NASCAR: Changes Needed Now When It Comes To Restarts

Randy Sartin-USA TODAY Sports
Randy Sartin-USA TODAY Sports /

Bristol and Martinsville proved NASCAR needs to make a change when it comes to restarts.

Is it time for NASCAR to change the lineup procedure for caution flag restarts? During the Sprint Cup race at Martinsville two weeks ago, we saw all the cars restarting on the inside have a huge advantage over the cars on the outside lane. At Bristol, on every restart when cars had equal tires, at least the fourth-place car (which restarts on the outside of row 2) and sometimes up to four cars passed the – thanks to their faster pit crew – second-place car, who always started on the inside of row 1.

For example, prior to a caution on lap 410, Carl Edwards, Kevin Harvick, and Kurt Busch were running 1-2-3.  Their pit crews all did their respective jobs and the cars restarted 1-2-3, with Edwards on the outside of row 1, Harvick on the inside of row 1, and Busch on the inside of row 2.

After the restart on lap 417, which car was in second-place?  That would be the 78 of Martin Truex Jr., who restarted fourth.  It was not that Harvick and Busch got poor restarts, they were just in the wrong lane at the wrong time.

On lap 437 there was a caution and several cars stayed out instead of pitting.  Chase Elliott had passed his way up to third-place under green, only to fall behind Kurt Busch, who had been fourth, on the restart on lap 449.  Then on the following caution on lap 460, Busch was third and Elliott was fourth, so naturally shortly after they threw the green flag on lap 467 Elliott passed Busch back AND passed Kevin Harvick on the inside for second.  From fourth.

Naturally when the caution flew on lap 485, Elliott still found himself in second.  After the restart on lap 491, Elliott was third, having been passed by the fourth-place restarter, Busch.  And then, to add insult to injury, the caution flew again on lap 492, putting third-place Elliott in the worst possible spot for the restart.  Dale Earnhardt Jr. restarted fourth on lap 496 and of course passed Busch and Elliott for second.

Not only that, but the final restart of the Xfinity race saw Kyle Larson and Erik Jones – the first two cars on the outside – blow past Kyle Busch, who was leading the inside, on the way to Jones passing Larson for the win.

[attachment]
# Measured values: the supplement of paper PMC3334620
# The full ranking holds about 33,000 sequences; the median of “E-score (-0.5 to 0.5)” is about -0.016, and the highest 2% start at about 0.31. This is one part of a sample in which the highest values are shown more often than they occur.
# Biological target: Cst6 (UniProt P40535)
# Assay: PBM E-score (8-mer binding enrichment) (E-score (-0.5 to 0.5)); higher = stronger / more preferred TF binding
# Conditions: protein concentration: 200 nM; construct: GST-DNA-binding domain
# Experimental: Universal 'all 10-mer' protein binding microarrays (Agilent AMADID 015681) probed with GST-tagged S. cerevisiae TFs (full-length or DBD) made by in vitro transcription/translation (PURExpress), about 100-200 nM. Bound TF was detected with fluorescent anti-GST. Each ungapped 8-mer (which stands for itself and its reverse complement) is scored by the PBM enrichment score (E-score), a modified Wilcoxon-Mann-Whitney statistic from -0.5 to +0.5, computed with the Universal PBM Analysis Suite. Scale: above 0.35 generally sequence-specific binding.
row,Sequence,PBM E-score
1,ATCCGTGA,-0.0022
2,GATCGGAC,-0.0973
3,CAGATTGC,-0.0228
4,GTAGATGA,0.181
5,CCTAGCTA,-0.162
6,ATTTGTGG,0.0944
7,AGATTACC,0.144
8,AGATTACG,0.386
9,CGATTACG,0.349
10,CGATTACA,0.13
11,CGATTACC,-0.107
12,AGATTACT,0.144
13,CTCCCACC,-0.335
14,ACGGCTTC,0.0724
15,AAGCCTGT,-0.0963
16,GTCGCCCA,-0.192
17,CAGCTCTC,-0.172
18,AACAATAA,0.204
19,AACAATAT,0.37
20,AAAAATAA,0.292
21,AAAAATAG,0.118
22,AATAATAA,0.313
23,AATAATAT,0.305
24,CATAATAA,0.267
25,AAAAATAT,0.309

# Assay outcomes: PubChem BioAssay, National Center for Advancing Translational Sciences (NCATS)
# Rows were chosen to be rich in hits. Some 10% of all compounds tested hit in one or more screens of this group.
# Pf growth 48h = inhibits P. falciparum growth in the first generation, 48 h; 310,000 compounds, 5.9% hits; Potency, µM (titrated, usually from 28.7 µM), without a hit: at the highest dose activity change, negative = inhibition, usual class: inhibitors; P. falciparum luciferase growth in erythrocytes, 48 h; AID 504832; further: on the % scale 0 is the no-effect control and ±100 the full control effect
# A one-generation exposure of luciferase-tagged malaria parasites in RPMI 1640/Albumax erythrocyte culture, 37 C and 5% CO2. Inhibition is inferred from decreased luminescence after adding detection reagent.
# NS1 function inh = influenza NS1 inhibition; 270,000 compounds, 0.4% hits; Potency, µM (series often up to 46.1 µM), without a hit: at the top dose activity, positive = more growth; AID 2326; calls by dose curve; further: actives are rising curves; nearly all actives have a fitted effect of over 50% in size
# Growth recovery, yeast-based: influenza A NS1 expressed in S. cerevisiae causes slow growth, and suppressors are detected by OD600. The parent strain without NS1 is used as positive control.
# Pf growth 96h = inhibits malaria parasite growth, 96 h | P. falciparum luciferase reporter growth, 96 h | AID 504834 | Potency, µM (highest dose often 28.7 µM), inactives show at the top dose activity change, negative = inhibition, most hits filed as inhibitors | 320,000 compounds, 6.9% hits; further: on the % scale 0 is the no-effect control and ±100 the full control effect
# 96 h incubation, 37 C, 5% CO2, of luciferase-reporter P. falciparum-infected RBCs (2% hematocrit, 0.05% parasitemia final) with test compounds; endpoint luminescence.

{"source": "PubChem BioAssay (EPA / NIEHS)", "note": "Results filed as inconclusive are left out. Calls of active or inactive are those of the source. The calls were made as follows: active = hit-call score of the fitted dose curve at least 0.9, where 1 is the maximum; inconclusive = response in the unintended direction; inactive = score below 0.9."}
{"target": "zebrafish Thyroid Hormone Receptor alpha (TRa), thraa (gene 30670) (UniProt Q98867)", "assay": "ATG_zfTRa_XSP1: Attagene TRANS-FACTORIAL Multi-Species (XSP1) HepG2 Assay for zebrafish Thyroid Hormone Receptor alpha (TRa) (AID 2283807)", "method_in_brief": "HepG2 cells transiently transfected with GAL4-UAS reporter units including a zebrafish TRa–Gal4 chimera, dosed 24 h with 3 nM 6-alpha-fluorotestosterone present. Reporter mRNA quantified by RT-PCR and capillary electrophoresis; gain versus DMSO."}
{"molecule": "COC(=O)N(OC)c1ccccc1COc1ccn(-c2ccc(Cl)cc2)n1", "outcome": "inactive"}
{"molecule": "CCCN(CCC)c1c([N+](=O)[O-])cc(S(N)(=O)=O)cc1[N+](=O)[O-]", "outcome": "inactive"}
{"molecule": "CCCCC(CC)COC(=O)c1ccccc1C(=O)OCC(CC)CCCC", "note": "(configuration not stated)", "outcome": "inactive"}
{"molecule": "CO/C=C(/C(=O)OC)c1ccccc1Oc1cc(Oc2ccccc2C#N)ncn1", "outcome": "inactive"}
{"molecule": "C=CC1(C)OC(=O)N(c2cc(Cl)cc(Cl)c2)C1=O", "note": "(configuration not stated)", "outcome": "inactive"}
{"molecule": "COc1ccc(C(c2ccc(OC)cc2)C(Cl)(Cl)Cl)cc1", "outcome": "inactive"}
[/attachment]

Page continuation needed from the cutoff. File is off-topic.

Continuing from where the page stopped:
Why is NASCAR happy with a system where at some tracks a pit crew and driver who perform two, four, or even six spots better than a competitor only to end up at a disadvantage due to which lane the cars the cars occupy on the restart?  It seems counter-intuitive that a faster team is punished for being faster on tracks where lane choice is so important.

Why doesn’t NASCAR change the restart lineup procedure so that the best cars end up in the most preferred spots?  All you would have to do is line the cars up single file coming out of turn two, and then let them line up as they choose, inside or outside, in the order as they are running.  Give the teams a five second-limit to decide their lane, line them up, and throw the green.

Consider:  perhaps during the early race cautions, instead of lining up in the “bad” lane, the second-place driver could line up behind the leader, knowing that they are more likely to be second-place a couple of laps after the restart rather than third or fourth.  And which driver would be the first one to try the bad lane…would it be the third or fourth-place car?  What if there were teammates involved…would that affect the lane choices?

Late in the race, lane choice could be as critical a decision as whether to take two or four tires, or to pit or not.  Maybe coming to a green/white/checkered the second-place team would make a more aggressive choice to start next to the leader?  I mean, NASCAR Sprint Cup crew chiefs get paid to make critical decisions, so why not give them one more to make?

More racing: NASCAR: Winner And Losers From Bristol

When I think about things I would change about NASCAR, I try to imagine the sport being created today and if doing things “because we’ve always done them that way” was not an issue.  I really don’t think that if it became apparent that fourth-place was the second-best place to be on the racetrack that NASCAR would like to keep things that way.  The teams and drivers should be rewarded for being aggressive and being ahead of their competitors under all circumstances.  It would be easy to fix this restart situation, where some teams are at a disadvantage for “doing better”.